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The Prime Minister of Thailand gets AstraZeneca pocket, one Asian country suspends work

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BANGKOK (AP) – The Thai Prime Minister on Tuesday received footage of the AstraZeneca-made COVID-19 vaccine as much of Asia dismissed reports of blood clots in some recipients in Europe, saying there was no evidence yet. connect the two.

Many countries that use the vaccine say that the benefits of the vaccine outweigh the potential risks, even if parts of Europe discontinued it before considering possible side effects.

AstraZeneca has developed a production base in Asia, and the Indian Serum Institute, the world’s largest vaccine manufacturer, has contracted with the company to produce one billion doses of the vaccine for developing countries. Hundreds of millions more will be produced this year in Australia, Japan, Aponia, Thailand and South Korea.

“There are people who have concerns,” said Thai Prime Minister Prayut Chan-ochan after receiving the first dose of AstraZeneca vaccine. “But we have to trust the doctors, trust our medical professionals.”

Last week, Thailand was the first country outside Europe to temporarily suspend the AstraZeneca vaccine. Indonesia followed suit on Monday, saying it was awaiting a full report from the World Health Organization on possible side effects.

But Thai health officials decided to go ahead with AstraZeneca, and Pruitt’s cabinet received the first shots.

Many European countries, including Germany, France, Italy and Spain, stopped using the AstraZeneca vaccine on Monday due to rumors of blood clots in some recipients, although international regulators say there is no evidence the fire is to blame.

The EU Drug Enforcement Administration convened a meeting on Thursday to review experts’ findings on the AstraZeneca shooting to determine whether action was needed.

Other countries in the Asia-Pacific region have also said they will continue vaccination programs.

Philippine Presidential spokesman Harry Rocken said his country would not stop using it because the benefits outweighed the risks. Under the COVAX agreement of the World Health Organization, the country has so far received 525.00 doses of AstraZeneca vaccine, and so far has administered 12,788 doses. Several million more doses have been ordered by government: private companies.

“There is no clear evidence yet that AstraZeneca is the cause of the blood clot. “If such information is found out, we may also stop using AstraZeneca,” said Roken. “At this point, our experts are once again saying that the benefits we get from using AstraZeneca outweigh the side effects of this vaccine.”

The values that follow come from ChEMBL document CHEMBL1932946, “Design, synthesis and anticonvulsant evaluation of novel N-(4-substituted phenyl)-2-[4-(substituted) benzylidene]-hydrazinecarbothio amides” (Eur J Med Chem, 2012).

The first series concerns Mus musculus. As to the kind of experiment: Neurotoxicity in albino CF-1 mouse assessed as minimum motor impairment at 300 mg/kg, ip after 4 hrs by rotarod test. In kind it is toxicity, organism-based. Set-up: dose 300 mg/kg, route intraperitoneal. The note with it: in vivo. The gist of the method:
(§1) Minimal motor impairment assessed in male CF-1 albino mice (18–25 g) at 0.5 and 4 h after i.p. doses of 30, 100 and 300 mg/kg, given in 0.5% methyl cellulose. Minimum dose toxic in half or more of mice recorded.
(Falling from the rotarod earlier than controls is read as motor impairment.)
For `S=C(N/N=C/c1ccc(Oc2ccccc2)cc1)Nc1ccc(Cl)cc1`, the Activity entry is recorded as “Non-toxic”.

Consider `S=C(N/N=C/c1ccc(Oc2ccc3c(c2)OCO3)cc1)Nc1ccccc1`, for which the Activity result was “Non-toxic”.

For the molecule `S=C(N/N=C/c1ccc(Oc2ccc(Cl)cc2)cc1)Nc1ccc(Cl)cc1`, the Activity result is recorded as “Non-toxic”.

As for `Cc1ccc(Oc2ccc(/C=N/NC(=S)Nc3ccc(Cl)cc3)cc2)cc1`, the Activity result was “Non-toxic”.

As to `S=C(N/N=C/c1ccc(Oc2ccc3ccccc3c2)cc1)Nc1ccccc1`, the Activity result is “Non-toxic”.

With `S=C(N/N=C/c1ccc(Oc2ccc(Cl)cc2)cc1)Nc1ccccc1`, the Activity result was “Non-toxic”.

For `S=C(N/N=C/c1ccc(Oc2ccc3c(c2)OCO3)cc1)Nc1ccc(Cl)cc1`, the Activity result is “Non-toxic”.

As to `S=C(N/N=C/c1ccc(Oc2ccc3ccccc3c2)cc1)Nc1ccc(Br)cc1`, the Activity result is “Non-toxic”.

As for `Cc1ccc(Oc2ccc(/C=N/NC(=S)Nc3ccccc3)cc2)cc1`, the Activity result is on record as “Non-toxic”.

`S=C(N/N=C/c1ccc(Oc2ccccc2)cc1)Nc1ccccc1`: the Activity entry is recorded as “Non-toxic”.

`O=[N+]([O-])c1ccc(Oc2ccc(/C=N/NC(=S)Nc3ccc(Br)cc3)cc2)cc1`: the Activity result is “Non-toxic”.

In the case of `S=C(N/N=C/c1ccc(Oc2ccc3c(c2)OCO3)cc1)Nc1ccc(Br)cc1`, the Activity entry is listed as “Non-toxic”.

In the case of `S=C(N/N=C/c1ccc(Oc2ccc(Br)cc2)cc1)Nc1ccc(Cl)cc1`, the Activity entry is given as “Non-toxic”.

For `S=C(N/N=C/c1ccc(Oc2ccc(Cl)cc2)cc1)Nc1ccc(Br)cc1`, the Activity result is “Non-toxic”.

Australian Health Minister Greg Hunt has said his country will not stop vaccinating. Australia has so far vaccinated about 200,000 people, plans to import from AstraZeneca and produce 70 million doses of the vaccine.

“The government clearly, unequivocally, fully supports the spread of AstraZeneca, clearly, unequivocally, absolutely. And the reason is very clear. “It will help save lives, save lives, it is done on the basis of medical advice,” Hunt told parliament.

Australia’s Chief Medical Officer Paul Kelly said there was no evidence that the vaccine caused blood clots.

“Blood clots happen, they happen quite often in Australia,” he said. “But from my point of view, I do not see any specific link between the AstraZeneca vaccine and the blood clots. I am not alone in that.”

The largest user of the AstraZeneca vaccine is India.

India uses two vaccines, AstraZeneca, shot by the Indian Serum Institute, and another vaccine, made by Bharat Biotech, India, to immunize its vast population. Of the more than 25.6 million people in India who have received the vaccine at least once, more than 23.4 million have received AstraZeneca shots, according to government figures.

Health officials told the Indian Press Trust on Saturday that a total of 234 adverse events, including 71 deaths, had been reported after receiving the vaccine, but no causal link had been found. The government is currently reviewing the cases for final evaluation.

India, the world’s largest vaccine institute in India, has partnered with AstraZeneca to develop a billion doses of vaccine for developing countries. According to the government, on March 4, India exported more than 48.1 million vaccines, including 11.9 million doses to COVAX և 28.8 million doses as a commercial export.

At the same time, health activists and health ethics experts in India have warned that India’s systems for monitoring harmful side effects are too weak.

With the exception of a few countries, such as Singapore and India, Asian countries are slow to vaccinate their populations. Most nations, including Australia, New Zealand, and Thailand, have been relatively successful in curbing the spread of COVID-19.

Thailand has ordered AstraZeneca և vaccinated China to cover about half of its population this year և and has so far vaccinated about 50,000 people at high risk.

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Associated Press reporters in Bangkok: Chalida Ekvithayavechnukul, Man my Gomez in Manila, Rod McGurk in Canberra, Australia, Moussa Moussa in Sydney, Ninek Carmin in ak akarta, Indonesia in Noregos, Anirudeh K. Marie. Tokyo Yamaguchi contributed to this report

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